A Texas doctor is refusing to treat a Black patient who has a lawsuit against the urologist’s son-in-law and the paraplegic man is claiming racial-discrimination.
39-year-old Dallas resident Derrick Roberts witnessed blood in his urine and contacted local doctors immediately. They all referred him to Dr. Wikoff who specializes in urology. Wikoff, who is located near the man’s Paris, Texas home, accepts the patient’s insurance but is not willing to help the resident.
“He told me he couldn’t see me,” Roberts told KHOU although the doctor had not tested the patient to see “how much blood was in his urine to determine whether or not it was a serious medical issue.”
Roberts continued, “He just got straight to the point and said he couldn’t see me… I was like ‘why?’ And he said due to the lawsuit you have against my son-in-law.”
A lawsuit for racial discrimination was filed against Sanitation Solutions of Paris last year by eight Black employees including Roberts according to the news source. The owner of the company happens to be the urologist’s son-in-law.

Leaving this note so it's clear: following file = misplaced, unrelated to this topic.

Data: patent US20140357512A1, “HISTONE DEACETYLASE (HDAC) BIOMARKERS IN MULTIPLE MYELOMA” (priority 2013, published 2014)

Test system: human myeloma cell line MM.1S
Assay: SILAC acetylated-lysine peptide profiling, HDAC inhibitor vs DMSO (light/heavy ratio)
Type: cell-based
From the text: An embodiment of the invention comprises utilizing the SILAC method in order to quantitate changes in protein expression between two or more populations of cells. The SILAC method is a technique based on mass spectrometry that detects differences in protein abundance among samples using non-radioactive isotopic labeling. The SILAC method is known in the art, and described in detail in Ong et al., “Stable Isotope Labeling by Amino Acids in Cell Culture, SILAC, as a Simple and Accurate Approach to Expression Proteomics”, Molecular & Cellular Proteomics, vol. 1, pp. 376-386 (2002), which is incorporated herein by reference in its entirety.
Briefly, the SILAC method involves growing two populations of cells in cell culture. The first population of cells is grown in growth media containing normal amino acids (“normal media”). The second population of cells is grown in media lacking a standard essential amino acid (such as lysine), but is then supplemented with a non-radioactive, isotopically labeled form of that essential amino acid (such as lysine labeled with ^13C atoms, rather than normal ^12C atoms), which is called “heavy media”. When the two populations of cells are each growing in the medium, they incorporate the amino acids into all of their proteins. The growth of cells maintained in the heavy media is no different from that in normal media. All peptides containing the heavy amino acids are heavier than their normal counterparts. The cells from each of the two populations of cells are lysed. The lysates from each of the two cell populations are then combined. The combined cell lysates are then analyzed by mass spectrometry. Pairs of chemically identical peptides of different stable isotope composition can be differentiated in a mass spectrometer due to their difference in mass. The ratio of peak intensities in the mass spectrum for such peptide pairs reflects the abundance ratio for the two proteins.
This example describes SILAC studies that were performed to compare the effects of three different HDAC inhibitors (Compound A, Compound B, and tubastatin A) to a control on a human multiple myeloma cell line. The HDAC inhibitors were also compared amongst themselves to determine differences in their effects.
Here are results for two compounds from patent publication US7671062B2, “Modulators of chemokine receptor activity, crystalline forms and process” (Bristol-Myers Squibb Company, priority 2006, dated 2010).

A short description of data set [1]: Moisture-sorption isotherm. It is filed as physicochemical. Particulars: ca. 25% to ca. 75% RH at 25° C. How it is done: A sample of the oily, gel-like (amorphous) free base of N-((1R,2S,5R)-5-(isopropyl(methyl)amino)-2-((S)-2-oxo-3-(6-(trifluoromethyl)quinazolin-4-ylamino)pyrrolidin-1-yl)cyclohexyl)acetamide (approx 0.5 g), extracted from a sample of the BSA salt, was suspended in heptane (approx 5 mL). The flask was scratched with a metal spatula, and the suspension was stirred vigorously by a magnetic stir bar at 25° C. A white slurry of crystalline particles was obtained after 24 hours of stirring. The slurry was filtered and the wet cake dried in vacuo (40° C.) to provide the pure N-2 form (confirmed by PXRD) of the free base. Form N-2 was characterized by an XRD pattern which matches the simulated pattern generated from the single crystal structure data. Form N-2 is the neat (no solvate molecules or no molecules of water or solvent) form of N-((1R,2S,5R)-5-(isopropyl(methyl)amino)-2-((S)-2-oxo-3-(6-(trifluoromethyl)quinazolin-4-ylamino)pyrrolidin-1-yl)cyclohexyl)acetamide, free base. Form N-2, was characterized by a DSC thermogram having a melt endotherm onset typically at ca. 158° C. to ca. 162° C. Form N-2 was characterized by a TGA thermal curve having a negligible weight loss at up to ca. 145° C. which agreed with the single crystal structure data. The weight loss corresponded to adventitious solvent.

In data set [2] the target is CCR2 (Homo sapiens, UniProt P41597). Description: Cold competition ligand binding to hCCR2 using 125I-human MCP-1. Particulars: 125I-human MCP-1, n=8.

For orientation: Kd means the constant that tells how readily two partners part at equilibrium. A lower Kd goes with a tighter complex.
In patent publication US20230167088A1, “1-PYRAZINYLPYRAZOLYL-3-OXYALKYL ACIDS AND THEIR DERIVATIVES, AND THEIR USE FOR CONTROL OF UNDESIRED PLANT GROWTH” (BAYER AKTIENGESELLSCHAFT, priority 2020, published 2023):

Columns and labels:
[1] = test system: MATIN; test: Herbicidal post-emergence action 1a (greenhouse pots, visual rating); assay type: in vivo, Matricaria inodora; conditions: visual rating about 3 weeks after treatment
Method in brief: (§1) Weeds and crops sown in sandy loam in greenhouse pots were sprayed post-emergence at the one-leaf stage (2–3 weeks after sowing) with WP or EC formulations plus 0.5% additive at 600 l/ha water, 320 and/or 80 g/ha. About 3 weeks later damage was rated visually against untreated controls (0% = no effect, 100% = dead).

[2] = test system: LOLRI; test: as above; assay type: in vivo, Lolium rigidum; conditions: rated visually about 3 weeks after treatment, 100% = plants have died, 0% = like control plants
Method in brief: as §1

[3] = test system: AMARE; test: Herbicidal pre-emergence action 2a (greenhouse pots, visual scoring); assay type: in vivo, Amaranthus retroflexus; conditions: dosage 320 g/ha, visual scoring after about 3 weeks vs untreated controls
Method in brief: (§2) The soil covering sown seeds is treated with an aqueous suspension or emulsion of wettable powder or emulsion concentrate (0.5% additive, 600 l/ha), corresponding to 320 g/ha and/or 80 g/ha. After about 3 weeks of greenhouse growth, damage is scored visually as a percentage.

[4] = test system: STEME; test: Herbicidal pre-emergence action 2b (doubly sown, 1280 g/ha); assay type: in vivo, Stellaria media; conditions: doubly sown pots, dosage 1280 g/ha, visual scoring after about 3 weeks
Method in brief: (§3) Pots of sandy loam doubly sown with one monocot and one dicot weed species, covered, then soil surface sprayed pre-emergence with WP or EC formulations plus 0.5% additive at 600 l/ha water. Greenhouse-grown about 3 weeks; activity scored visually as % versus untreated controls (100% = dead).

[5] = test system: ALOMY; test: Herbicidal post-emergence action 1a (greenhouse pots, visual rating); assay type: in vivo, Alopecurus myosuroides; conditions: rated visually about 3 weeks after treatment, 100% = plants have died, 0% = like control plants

A video deposition shows Wikoff testified to refusing the paraplegic man medical care because of the lawsuit and claims it had nothing to do with race.
However, when asked if he had the right to deny a patient based on the color of their skin Wikoff said, “Sure, I can. I can if I so choose for whatever reason. I just say I don’t want to provide you care. I’m fully within my rights to do so… The federal government does not tell me who I can see and who I can’t or who I should see and who I have to. That is not their prerogative.”
However, Robert’s attorney says differently.
“The Civil Rights Act prevents Dr. Wikoff from refusing to treat patients on the basis of race,” said Jay Ellwanger, the patient’s lawyer. “Dr. Wikoff refused to treat Roberts based on a lawsuit he filed to protect himself against racial discrimination, so the correlation is clear.”
The attorney added that Wikoff must be compliant with the federal rules seeing as he receives federally funded programs like Medicare and Medicaid.
The doctor said that the “blood in a patient’s urine could be serious and become an emergent matter” but is refusing to do anything about it.
Robert tried submitting a complaint to the Texas Medical Board but received a “there is no violation of the standard of care” response to Wikoff’s actions in September of 2017.
“Dr. Wikoff did not establish a doctor-patient relationship with the patient. He declined to evaluate the patient, as is his right to do so, and the patient agreed,” the Board wrote in the letter to Roberts.